What happens to a Chain lighting with invalid primary target and valid secondary targets?

This question asks what happens when a single-target spell has an invalid target. (A target that is not legitimately permissible, not a target that is weak from illness or injury).

The answer appears to be: that depends on whether one wishes to implement an older Sage Advice segment of a Dragon Talk podcast, or the more recent but optional written rules in Xanathar’s Guide to Everything.

Assume for this question that I prefer XGtE.

The rule for resolving invalid spell targets states (XGtE 85-86):

If you cast a spell on someone or something that can’t be affected by the spell, nothing happens to that target, but if you used a spell slot to cast the spell, the slot is still expended.

Now consider the chain lightning spell, in which

You create a bolt of lightning that arcs toward a target of your choice that you can see within range. Three bolts then leap from that target to as many as three other targets, each of which must be within 30 feet of the first target. A target can be a creature or an object and can be targeted by only one of the bolts.

Suppose my primary target for the spell is invalid, because it is not a creature or an object. If an example must be given, suppose it is an illusion. However, each of the three secondary targets of the spell are valid, being either creatures or objects.

Do I spend the spell slot with nothing happening at all, or does the slot get spent, the chain lightning impact the illusion but do nothing to it and then leap to the three valid targets with the full effects given in the spell description?

Note: I am assuming that an illusion is not an object, based largely on my interpretation that an illusion is not an "item" and on the text of the 14th-level School of Illusion wizard feature, Illusory Reality. I am open to frame challenges that demonstrate that illusions are, in fact, objects, but such answers will be better if they then either provide a more appropriate example of something that is not a creature or an object, or demonstrate that the question is moot since everything is at least either a creature or an object.

Hexblade’s Curse + Booming Blade’s secondary damage

While trying to minmax a build for a Bladesinger by way of the new TCoE book I happened upon a curious problem with which I need assistance. The bonus damage from Hexblade’s Curse reads

[…] You gain a bonus to damage rolls against the cursed target. The bonus equals your proficiency bonus.

So my question can be summed up as ‘What constitutes a separate damage roll?’ Are damage rolls separated by source? Perhaps by damage type? Are they separated by when the damage is dealt?

For example…

A creature is struck by a Bladesinger/Hexblade using the special Extra Attack feature in Tasha’s Cauldron of Everything; once using a 7th level Shadow Blade, and once using Booming Blade. The creature is under the effects of Hexblade’s Curse.

How is the damage calculated? Is the Hexblade’s curse damage applied to the initial strike, the second strike, and the damage the creature takes when it moves? Or is the curse damage ignored when the creature moves since the source of that damage has already dealt the curse damage?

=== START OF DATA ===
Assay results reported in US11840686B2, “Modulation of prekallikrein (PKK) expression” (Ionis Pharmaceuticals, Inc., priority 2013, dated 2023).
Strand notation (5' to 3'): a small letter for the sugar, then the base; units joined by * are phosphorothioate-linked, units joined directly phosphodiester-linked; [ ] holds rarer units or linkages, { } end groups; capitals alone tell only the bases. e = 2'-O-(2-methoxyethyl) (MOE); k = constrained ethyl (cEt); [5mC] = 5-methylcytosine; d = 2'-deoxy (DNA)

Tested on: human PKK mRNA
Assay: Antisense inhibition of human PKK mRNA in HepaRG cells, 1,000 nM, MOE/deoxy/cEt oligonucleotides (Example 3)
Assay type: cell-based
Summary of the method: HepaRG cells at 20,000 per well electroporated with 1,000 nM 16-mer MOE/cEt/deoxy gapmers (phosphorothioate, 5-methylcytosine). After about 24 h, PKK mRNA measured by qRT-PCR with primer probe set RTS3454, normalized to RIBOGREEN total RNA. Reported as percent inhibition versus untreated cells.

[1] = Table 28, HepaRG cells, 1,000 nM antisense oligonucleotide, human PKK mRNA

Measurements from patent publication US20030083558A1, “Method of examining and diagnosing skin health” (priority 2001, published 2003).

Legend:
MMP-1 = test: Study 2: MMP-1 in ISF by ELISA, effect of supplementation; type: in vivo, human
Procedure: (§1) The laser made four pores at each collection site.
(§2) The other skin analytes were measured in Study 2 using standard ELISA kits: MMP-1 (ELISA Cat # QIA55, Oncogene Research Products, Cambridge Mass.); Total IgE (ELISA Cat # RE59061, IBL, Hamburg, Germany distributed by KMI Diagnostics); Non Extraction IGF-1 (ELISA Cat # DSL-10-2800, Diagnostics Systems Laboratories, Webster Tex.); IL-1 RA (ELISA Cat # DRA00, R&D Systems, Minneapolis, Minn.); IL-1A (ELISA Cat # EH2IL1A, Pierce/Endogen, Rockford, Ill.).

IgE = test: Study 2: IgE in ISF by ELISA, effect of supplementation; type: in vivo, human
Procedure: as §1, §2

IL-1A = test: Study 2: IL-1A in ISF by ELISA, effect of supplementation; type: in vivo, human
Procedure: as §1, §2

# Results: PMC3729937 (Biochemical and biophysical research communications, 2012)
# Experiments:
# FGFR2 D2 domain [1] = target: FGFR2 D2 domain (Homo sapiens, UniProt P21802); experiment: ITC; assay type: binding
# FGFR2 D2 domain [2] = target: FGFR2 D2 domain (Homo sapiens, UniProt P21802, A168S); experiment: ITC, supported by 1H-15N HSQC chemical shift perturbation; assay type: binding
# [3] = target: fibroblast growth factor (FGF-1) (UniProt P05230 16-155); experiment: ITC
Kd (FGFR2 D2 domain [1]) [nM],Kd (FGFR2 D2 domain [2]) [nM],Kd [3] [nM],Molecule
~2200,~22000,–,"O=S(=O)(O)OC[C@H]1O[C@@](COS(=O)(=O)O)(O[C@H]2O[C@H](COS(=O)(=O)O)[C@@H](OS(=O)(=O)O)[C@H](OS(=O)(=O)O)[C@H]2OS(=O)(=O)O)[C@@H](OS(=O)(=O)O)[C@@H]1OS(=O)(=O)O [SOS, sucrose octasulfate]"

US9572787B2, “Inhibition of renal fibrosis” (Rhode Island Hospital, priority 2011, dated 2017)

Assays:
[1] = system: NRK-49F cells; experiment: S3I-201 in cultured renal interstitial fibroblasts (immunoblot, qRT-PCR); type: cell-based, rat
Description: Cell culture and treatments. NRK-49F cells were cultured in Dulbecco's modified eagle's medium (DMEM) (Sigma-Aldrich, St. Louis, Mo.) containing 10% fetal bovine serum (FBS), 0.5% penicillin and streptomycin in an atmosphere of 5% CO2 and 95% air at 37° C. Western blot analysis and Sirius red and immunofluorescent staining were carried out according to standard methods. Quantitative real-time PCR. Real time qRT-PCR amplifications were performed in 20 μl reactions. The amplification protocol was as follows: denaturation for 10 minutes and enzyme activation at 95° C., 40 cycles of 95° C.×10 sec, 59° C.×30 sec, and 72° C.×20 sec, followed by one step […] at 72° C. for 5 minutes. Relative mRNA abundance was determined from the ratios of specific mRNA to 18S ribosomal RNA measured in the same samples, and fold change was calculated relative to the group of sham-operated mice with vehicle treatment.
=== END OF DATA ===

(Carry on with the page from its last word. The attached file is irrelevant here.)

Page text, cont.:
Does standing up from prone trigger the secondary damage from the Booming Blade cantrip?

Does spending movement to stand up from prone trigger the secondary damage effect of the booming blade spell from the Sword Coast Adventurer’s Guide (p. 142)? The spell says:

If the target willingly moves before the duration expires, it immediately takes 1d8 thunder damage, and the spell ends.

Primary index vs clustered vs non clustered vs secondary index

I am new to ETL testing and dB environment.Some say PI is clustered index some say it is not. Even I found some where that secondary index is non clustered index. What is actually primary index and secondary index? When do we need primary index and when we need secondary index? If PI index and clustered index are different then how are they different?

Does a country code secondary domain (such as .com.nl) have lower ranking than a ccTLD (such as .nl) with content specific for that country?

I know that search engines like Google value more country code top level domains (ccTLD) on content that is specific to residents living in said countries, that is, the website hosted at voorbeeld.nl and whose content is specific for Dutch visitors has a higher rank than voorbeeld.com

And what about voorbeeld.com.nl? Does this example is negatively affected in contrast to voorbeeld.nl?

Wamp Server Secondary Folder

I have an Apache Web Server running with Wamp 64bit on Windows 7, and I wanted to know if there is any way to add a secondary Serve folder on another Drive using the same port but as a subfolder like with DocumentRoot S:/public while the first one is on the default C:/wamp64/www

I can’t find anything useful online, so I dont know where to start

Best way to indicate secondary list items within an expandable list will lead to a new screen? iOS mobile app

I’m designing a page with an accordion list (not a sidebar menu) in a financial iOS app. I’m trying show that eacg primary list item is expandable/collapsible (indicated by up-down chevrons), and that secondary items within each primary list item will lead to a new page (indicated by right chevrons).

This is what the list looks like collapsed: List Collapsed

And expanded:

List Expanded

Is having a mix of so many chevrons confusing and cluttered? What’s the clearest way to display this?